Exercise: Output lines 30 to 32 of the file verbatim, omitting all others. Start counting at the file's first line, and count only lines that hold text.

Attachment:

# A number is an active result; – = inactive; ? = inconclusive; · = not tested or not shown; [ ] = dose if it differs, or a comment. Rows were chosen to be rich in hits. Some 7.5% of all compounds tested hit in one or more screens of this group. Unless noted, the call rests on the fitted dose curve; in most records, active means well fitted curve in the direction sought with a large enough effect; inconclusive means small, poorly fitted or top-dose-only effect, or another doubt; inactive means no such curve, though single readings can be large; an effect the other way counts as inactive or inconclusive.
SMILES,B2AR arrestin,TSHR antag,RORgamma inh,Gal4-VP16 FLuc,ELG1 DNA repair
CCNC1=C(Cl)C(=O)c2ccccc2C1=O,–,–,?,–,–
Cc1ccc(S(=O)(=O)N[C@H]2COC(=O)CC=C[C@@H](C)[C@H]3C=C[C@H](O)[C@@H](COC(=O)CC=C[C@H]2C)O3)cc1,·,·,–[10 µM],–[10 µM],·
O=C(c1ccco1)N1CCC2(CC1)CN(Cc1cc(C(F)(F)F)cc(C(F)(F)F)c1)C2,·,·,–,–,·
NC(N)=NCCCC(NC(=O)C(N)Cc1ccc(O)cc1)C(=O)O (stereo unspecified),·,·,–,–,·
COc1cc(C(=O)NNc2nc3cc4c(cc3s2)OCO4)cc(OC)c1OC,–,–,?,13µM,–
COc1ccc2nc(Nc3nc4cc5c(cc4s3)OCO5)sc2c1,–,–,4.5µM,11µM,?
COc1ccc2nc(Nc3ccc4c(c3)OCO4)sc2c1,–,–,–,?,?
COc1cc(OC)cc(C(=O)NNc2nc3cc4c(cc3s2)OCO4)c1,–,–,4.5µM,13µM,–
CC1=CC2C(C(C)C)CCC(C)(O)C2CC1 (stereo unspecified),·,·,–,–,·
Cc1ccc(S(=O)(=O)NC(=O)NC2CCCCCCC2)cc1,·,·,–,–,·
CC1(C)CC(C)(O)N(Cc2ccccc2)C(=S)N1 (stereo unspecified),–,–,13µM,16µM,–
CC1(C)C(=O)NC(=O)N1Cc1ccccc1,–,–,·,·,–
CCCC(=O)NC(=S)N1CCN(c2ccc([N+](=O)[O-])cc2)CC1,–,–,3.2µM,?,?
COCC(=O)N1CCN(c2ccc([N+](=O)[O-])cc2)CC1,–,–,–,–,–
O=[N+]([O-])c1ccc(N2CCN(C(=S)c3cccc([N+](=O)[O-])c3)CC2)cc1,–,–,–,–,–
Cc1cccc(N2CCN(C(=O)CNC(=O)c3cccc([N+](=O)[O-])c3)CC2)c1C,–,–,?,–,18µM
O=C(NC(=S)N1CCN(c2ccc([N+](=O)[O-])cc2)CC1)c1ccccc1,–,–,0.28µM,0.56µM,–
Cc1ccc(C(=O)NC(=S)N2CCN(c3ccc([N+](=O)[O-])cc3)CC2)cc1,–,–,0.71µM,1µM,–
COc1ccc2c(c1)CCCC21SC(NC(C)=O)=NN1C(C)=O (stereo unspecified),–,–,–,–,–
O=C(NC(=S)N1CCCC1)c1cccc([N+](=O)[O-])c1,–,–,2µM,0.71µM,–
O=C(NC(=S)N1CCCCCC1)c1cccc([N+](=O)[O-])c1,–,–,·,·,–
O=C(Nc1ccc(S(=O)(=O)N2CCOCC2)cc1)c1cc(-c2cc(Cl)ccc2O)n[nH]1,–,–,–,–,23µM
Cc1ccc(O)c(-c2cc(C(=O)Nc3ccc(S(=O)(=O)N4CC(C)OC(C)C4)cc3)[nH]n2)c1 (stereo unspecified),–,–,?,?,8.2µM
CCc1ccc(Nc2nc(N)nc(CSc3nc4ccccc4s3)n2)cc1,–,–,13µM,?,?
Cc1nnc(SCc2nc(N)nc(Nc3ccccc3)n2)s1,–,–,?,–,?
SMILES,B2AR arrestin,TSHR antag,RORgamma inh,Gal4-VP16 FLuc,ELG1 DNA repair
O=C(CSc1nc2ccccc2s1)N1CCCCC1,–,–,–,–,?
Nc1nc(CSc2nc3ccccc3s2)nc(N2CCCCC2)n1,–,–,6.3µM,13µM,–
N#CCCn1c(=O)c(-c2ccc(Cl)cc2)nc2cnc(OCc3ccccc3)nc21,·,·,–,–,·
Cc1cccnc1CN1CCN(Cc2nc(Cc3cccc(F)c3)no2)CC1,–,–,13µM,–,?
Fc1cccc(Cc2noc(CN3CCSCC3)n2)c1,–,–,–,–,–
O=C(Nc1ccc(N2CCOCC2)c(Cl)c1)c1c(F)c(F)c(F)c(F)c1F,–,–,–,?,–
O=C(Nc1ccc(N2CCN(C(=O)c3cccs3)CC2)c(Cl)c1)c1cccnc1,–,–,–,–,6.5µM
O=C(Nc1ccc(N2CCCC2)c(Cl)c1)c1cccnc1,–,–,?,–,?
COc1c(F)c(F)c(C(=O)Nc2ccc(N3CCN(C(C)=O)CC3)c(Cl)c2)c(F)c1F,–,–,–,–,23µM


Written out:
Nc1nc(CSc2nc3ccccc3s2)nc(N2CCCCC2)n1,–,–,6.3µM,13µM,–
N#CCCn1c(=O)c(-c2ccc(Cl)cc2)nc2cnc(OCc3ccccc3)nc21,·,·,–,–,·
Cc1cccnc1CN1CCN(Cc2nc(Cc3cccc(F)c3)no2)CC1,–,–,13µM,–,?